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The Domain-Name Shakedown

Here’s an e-mail I received the other day:

I own a manufacturing company and have been a successful investor and equity trader for 20 years. I have an in-depth understanding of the current O.T.C. derivative crisis that is infecting the global financial system. This led me to the acquisition of [REDACTED] as I saw the developing theme. I currently do not have the time to monetize this domain via a blog or a book venture so I thought I would offer the domain to you as it seems like a natural progression or addition to your Freakonomics series. I believe the term [—–]-nomics will be a very valuable asset in two or three years once the mass public begins to understand that the last 30 years was one big [REDACTED] that our government orchestrated via Keynesian economics. I would be willing to transfer over the domain property for $5,000. If you do a Google search of the term [—–]-nomics you can see the term is growing in popularity at a very fast pace.
With your current Freakonomics brand, what a great way to expand with a book on an economy that was built on one big [REDACTED] … The term [—–]-nomics is going to start catching fire and I am confident somebody is going to write a book with the title [—–]-nomics. I have over 150 domain names within my own industry which is manufacturing so it does not make sense for me to focus my energies on this topic.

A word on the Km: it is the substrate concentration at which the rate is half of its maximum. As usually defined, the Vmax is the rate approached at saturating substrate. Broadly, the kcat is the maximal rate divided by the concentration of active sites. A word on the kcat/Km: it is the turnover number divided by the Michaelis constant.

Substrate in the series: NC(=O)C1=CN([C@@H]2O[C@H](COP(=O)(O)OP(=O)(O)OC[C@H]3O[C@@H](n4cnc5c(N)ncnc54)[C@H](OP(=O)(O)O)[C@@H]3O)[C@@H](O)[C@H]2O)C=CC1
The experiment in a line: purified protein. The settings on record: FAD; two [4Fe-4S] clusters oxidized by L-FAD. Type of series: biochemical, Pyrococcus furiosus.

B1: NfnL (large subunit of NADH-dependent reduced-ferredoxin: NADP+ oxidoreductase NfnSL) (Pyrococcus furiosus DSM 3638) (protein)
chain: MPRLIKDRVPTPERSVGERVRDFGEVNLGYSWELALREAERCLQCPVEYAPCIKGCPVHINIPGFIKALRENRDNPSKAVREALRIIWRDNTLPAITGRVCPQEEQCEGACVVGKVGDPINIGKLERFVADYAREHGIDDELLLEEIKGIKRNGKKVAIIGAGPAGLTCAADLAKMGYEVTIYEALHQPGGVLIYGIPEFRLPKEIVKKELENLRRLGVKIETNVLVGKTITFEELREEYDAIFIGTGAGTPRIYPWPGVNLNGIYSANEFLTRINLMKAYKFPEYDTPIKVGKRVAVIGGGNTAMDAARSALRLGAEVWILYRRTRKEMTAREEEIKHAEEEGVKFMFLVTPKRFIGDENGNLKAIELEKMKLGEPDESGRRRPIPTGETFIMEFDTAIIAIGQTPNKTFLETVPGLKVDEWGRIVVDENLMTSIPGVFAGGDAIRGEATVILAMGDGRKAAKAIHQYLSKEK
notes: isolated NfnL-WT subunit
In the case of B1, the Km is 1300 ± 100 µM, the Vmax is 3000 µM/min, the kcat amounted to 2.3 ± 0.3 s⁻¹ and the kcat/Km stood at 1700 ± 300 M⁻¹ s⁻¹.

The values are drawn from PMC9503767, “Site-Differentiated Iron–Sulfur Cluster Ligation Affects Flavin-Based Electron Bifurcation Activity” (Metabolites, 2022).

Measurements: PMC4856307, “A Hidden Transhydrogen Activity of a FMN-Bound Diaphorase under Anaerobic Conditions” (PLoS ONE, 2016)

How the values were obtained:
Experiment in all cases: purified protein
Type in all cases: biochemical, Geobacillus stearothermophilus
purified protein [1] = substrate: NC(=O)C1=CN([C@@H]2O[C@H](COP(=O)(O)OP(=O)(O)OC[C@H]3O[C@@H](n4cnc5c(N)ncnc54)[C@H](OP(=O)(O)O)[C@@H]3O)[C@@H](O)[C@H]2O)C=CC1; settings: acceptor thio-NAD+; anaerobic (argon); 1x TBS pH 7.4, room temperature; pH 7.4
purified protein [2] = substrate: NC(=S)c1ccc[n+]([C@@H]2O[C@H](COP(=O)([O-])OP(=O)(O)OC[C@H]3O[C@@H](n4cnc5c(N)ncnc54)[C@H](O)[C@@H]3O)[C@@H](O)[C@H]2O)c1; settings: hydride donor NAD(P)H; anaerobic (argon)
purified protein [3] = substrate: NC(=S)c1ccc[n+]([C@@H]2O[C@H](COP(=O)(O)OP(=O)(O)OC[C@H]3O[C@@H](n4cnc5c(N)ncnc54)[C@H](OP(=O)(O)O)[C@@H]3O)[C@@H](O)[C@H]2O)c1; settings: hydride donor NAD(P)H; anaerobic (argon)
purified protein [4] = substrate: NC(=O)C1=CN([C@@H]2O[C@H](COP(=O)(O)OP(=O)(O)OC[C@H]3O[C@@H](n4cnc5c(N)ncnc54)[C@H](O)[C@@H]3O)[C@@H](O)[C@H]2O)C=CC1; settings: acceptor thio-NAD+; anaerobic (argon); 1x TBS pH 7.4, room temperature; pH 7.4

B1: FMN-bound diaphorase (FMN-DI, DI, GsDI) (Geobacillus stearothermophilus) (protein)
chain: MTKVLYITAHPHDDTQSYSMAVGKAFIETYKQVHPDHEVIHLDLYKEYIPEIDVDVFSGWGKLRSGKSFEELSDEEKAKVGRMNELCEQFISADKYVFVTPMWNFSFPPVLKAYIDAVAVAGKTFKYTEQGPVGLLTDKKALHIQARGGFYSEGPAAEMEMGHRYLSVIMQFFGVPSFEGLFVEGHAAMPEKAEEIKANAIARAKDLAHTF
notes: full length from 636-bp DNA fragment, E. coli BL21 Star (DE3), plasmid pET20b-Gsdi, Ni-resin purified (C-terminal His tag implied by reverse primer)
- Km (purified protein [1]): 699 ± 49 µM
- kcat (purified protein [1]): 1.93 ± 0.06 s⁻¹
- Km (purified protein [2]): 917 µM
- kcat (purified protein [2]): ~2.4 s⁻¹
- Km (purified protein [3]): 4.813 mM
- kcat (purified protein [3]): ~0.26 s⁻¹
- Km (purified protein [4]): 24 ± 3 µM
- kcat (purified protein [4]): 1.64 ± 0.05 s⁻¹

I appreciate your consideration and feel confident that this asset for $5,000 will be a bargain two to three years from now. You are the first person I have contacted with respect to the sale of this domain. I have a long list of potential buyers that should find this price more than reasonable considering the ever-growing use of this term.

1. While I appreciate this gentleman’s offer to get in on the ground floor of this fantastic deal, I did not reply. Perhaps this was rude.
2. The term in question currently generates fewer than 2,500 Google hits.
3. While the term itself is appealing enough, I wonder about its raw value absent a high-quality product associated with it.
4. This gentleman was probably wise to write to someone like me, in that the domain is worth far more to me than any sane person. Just like a New York City apartment that’s new to the market is far more valuable to the people living next door so they can expand. Was I wrong to reject his offer?